Mou Mukherjee is an industry veteran and a friend who is Head of Registry Services at .CLOUD, which is an iQ customer.
I originally approached Mou about doing an interview for the iQ Podcast on the successes and challenges of running a new gTLD registry. At some point during our initial conversation, I recall Mou mentioning her unique experience of “being a woman of color, born in India, raised in Canada, working for an Italian company, and doing business in China.”
That’s when it hit me. “Mou, I think you have an amazing story to tell that will inspire and help others! We should do an interview that speaks to this! (The irony of me being a male suggesting and then conducting this interview is not lost!)
So this interview is a bit of a departure from the usual. We spend the first half of the discussion going through Mou’s early days in the industry, and then her observed successes and challenges of running a registry, etc. The last half is all about her lived experience as a female in the domain industry.
Thank you Mou for opening up the door a bit to your amazing story.
In addition to subscribing and listening wherever you get your podcasts, you can also listen to the interview via the Alexa Home Assistant.
Just say: “Alexa, play iQ Global Podcast, Episode 14.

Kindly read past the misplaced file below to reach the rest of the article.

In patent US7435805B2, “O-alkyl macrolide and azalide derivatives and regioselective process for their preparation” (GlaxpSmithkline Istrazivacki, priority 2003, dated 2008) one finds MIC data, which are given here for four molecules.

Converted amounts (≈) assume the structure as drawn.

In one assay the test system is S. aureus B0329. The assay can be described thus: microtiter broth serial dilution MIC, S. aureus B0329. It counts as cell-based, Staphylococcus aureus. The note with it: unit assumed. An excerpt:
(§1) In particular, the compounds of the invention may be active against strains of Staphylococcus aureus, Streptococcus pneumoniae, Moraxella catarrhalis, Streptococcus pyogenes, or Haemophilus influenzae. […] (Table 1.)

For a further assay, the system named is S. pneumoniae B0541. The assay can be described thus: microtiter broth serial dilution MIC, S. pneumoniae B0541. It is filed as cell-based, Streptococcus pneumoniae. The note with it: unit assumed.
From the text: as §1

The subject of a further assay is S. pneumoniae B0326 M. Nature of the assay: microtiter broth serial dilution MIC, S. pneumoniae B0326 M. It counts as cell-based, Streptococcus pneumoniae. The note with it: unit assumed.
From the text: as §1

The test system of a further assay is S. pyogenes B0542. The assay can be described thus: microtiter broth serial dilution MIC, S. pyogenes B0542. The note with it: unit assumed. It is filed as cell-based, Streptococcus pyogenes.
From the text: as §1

I’m pleased to announce a major, significant abuse management tool upgrade, from all of us at iQ, that helps in fighting abuse and building a safer internet. iQ Abuse Manager v2!
It’s designed for domain name registries, back-end RSPs, registrars, hosting companies, domain administrators, DNS Slave Server Providers, and SaaS platforms.
There’s way more to show than what the below overview video touches on. Please contact me if you’d like a full demo. Otherwise set up a free 14-day trial now and test it yourself. It takes less than 5 minutes to get going.
We’re all aware of ongoing cybersecurity problems these days. Who hasn’t received a suspicious phishing email or link that if clicked could end up turning over your personal information and passwords to criminals? Almost no domain extension is completely safe from this and other forms of abuse. Many consumers are not completely aware of how to protect themselves or what trust signals to look for when doing business online.